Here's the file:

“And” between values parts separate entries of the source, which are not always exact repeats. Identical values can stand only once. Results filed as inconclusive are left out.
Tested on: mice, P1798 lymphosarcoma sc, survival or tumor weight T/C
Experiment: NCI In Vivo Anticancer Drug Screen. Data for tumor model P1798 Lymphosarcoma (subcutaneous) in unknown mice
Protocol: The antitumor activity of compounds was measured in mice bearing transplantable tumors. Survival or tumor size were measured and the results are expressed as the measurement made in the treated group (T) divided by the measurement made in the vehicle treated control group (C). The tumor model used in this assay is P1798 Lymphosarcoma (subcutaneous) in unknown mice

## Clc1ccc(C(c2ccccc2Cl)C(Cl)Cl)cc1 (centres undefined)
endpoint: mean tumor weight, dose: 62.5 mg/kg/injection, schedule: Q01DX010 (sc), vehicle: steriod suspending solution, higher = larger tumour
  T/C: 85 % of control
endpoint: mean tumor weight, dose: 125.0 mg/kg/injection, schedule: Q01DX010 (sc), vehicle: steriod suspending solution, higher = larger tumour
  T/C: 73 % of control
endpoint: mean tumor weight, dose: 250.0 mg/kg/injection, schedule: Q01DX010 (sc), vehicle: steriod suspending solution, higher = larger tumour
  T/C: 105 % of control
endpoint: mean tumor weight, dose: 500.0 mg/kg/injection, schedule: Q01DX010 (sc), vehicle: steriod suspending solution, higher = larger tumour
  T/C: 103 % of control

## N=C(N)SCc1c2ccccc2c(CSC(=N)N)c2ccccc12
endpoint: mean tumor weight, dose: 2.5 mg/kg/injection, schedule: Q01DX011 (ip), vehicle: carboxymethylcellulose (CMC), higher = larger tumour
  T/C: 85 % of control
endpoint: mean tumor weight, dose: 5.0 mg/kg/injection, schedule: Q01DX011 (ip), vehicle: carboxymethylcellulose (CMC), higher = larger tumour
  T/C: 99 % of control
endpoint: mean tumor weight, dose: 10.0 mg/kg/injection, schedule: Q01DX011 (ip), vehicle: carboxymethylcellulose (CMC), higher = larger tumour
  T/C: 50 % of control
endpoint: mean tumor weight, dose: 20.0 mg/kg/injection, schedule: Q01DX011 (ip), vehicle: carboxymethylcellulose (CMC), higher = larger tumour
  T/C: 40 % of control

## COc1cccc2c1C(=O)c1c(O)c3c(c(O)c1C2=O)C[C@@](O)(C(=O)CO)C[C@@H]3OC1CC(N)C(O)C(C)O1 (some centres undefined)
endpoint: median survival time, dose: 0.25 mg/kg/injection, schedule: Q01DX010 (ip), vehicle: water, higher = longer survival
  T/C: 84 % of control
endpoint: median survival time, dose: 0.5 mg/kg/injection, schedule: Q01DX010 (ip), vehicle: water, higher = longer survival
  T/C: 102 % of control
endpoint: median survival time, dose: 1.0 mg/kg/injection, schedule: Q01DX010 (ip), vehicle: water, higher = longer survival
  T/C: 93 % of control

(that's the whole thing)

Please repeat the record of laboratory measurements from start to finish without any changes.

“And” between values parts separate entries of the source, which are not always exact repeats. Identical values can stand only once. Results filed as inconclusive are left out.
Tested on: mice, P1798 lymphosarcoma sc, survival or tumor weight T/C
Experiment: NCI In Vivo Anticancer Drug Screen. Data for tumor model P1798 Lymphosarcoma (subcutaneous) in unknown mice
Protocol: The antitumor activity of compounds was measured in mice bearing transplantable tumors. Survival or tumor size were measured and the results are expressed as the measurement made in the treated group (T) divided by the measurement made in the vehicle treated control group (C). The tumor model used in this assay is P1798 Lymphosarcoma (subcutaneous) in unknown mice

## Clc1ccc(C(c2ccccc2Cl)C(Cl)Cl)cc1 (centres undefined)
endpoint: mean tumor weight, dose: 62.5 mg/kg/injection, schedule: Q01DX010 (sc), vehicle: steriod suspending solution, higher = larger tumour
  T/C: 85 % of control
endpoint: mean tumor weight, dose: 125.0 mg/kg/injection, schedule: Q01DX010 (sc), vehicle: steriod suspending solution, higher = larger tumour
  T/C: 73 % of control
endpoint: mean tumor weight, dose: 250.0 mg/kg/injection, schedule: Q01DX010 (sc), vehicle: steriod suspending solution, higher = larger tumour
  T/C: 105 % of control
endpoint: mean tumor weight, dose: 500.0 mg/kg/injection, schedule: Q01DX010 (sc), vehicle: steriod suspending solution, higher = larger tumour
  T/C: 103 % of control

## N=C(N)SCc1c2ccccc2c(CSC(=N)N)c2ccccc12
endpoint: mean tumor weight, dose: 2.5 mg/kg/injection, schedule: Q01DX011 (ip), vehicle: carboxymethylcellulose (CMC), higher = larger tumour
  T/C: 85 % of control
endpoint: mean tumor weight, dose: 5.0 mg/kg/injection, schedule: Q01DX011 (ip), vehicle: carboxymethylcellulose (CMC), higher = larger tumour
  T/C: 99 % of control
endpoint: mean tumor weight, dose: 10.0 mg/kg/injection, schedule: Q01DX011 (ip), vehicle: carboxymethylcellulose (CMC), higher = larger tumour
  T/C: 50 % of control
endpoint: mean tumor weight, dose: 20.0 mg/kg/injection, schedule: Q01DX011 (ip), vehicle: carboxymethylcellulose (CMC), higher = larger tumour
  T/C: 40 % of control

## COc1cccc2c1C(=O)c1c(O)c3c(c(O)c1C2=O)C[C@@](O)(C(=O)CO)C[C@@H]3OC1CC(N)C(O)C(C)O1 (some centres undefined)
endpoint: median survival time, dose: 0.25 mg/kg/injection, schedule: Q01DX010 (ip), vehicle: water, higher = longer survival
  T/C: 84 % of control
endpoint: median survival time, dose: 0.5 mg/kg/injection, schedule: Q01DX010 (ip), vehicle: water, higher = longer survival
  T/C: 102 % of control
endpoint: median survival time, dose: 1.0 mg/kg/injection, schedule: Q01DX010 (ip), vehicle: water, higher = longer survival
  T/C: 93 % of control